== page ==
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The Hater: Failure to Start-up
The Hater takes on Bravo’s new Silicon Valley based realidrama.
We love the Internet. Except when we hate it. Every week, Jordan Valinsky bottles the angst of his Millennial generation and finds something to despise about the Web.
Last week, a new series that so very lightly involved the Internet premiered on Bravo, a community-access channel for Chelsea accidentally broadcasted nationwide: Start-ups: Silicon Valley.
Like all Bravo products, the show features the most intolerable people; thrives on alcohol-fueled and manufactured drama; and most appalling, has an egregious grammatical error in the title.
The cast of Start-ups: Silicon Valley consists of a group of anemic looking “entrepreneurs” walking and talking, bitching and moaning about their moronic app ideas and stupid, vapid lives. Created by Bravo’s CGI factory of deplorable, plastic humans, the hour-long series showcases these six aspiring Bravolebrities doing a whole lot of nothing (so it doesn’t swing too differently from all the other Bravo shows).
Sarah Austin is so exhausted from “lifecasting” that her day consists entirely of lying by the pool, sounding out words. David Murray is a gay brogrammer which is a new subset of species that apparently exists. Recovering NBA cheerleader Kim Taylor’s job is to walk between her desk and the office building roof while continuously complaining. I have no fucking idea what David Crow does (he’s totally the Keri of the show). And then there’s the British narcoleptic brother-and-sister duo, Ben and Hermione Way who, I think, have been exiled from their home country since the UK wanted to disown the world’s ugliest Powerpoint presentation.
The show takes place in Silicon “The Valley” Valley. When they’re not having pool parties in 60-degree weather at “The Villa,” their white-bricked, White Castle-resembling residence, the show’s B-roll footage oddly highlights an entirely different area that isn’t the show’s namesake locale: San Francisco. I guess constantly highlighting the exterior of the Chili’s in Mountain View can get monotonous after awhile.
Essentially, we are watching a terrible Kickstarter pitch stretched out over an hour. Every single week. The cast, devoid of any sense of the word “reality,” decided Code Academy was just too hard. They dropped out after the first hour of class, saw the show’s posting on Craigslist, and thought this would be the route to riding elephants in Thailand because the Internet is hard. Moving hammerhead-shark Andy Cohen begrudgingly green-lighted it because he needed something in the Monday at 10pm slot since, quelle tragédie, Gallery Girls can’t air year round.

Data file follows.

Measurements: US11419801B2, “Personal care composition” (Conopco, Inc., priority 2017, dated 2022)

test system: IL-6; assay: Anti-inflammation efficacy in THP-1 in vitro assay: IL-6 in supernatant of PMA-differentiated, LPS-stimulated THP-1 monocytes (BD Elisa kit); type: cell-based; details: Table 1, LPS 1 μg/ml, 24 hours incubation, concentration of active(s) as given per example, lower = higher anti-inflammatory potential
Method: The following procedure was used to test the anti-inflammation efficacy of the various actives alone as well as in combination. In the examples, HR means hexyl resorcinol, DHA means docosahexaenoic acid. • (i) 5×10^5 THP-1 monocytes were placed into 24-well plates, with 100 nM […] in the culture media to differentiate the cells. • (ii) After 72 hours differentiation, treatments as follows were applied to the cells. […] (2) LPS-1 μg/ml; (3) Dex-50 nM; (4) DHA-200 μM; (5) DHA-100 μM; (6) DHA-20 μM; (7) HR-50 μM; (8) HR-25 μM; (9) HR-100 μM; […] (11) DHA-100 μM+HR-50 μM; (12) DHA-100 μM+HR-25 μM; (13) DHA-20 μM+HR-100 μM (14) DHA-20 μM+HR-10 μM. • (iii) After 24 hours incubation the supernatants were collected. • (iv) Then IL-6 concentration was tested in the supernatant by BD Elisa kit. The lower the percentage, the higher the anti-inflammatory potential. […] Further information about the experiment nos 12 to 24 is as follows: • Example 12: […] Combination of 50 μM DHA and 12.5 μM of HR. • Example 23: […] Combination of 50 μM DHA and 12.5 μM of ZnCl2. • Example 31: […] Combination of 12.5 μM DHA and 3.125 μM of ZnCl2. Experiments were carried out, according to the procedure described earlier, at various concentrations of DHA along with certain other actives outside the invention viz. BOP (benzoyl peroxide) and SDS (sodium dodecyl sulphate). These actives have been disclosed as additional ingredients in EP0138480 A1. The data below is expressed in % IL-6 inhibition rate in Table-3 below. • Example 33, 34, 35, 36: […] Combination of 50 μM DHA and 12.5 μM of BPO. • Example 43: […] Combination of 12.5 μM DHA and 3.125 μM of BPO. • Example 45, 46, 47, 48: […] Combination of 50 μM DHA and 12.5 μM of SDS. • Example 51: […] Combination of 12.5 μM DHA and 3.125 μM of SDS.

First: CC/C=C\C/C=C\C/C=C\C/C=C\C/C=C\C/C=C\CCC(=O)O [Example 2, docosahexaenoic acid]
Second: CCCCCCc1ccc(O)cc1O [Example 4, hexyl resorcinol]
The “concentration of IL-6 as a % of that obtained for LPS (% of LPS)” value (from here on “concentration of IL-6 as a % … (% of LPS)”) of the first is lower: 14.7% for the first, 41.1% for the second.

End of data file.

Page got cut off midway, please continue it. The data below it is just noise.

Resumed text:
In some ways, the premise of Start-ups: Silicon Valley is similar to another of MTV’s authoritative and entirely accurate shows about my generation: The Hills. Both feature white people in California struggling to “make it,” incessant mumbling, house parties, small dogs, tiara peace offerings, and integral scenes filmed at workout studios.
But that comparison would be an insult to Lauren Conrad. Of all of those California girls, she’s the real startupreneur. Conrad is cashing in on her various “brand extensions”—six books, a website, and Kohls’ clothing line that isn’t half terrible considering it’s from the brain of a girl who only wears flowy white shirts and black jeggings.
Nonetheless, I’ll still watch pale, vapid little Start-ups. I don’t have a whole lot of other things going for me as Revenge‘s second season is just so boring. Judging by his slew of other hits, Cohen has trained his wine-addled underclass not to deviate too far from the network’s gold mine of realidrama.
I think the real reality is Cohen’s secret plan to expand Watch What Happens Live into a never-ending program, broadcasting on every television in existence. One day soon, the show will evolve to be just Cohen himself, looking at the mirror telling us what’s on his mind. And I will have no choice not to watch. The Rapture, by Bravo.
Photo via Paolo Privitera/YouTube
A former editorial operations specialist and staff writer for the Daily Dot, Jordan Valinsky is a tech reporter and web culture commentator. His work has been published by the Week, Digiday, CNNMoney, Popular Mechanics, Vice, Mic, and Betabeat.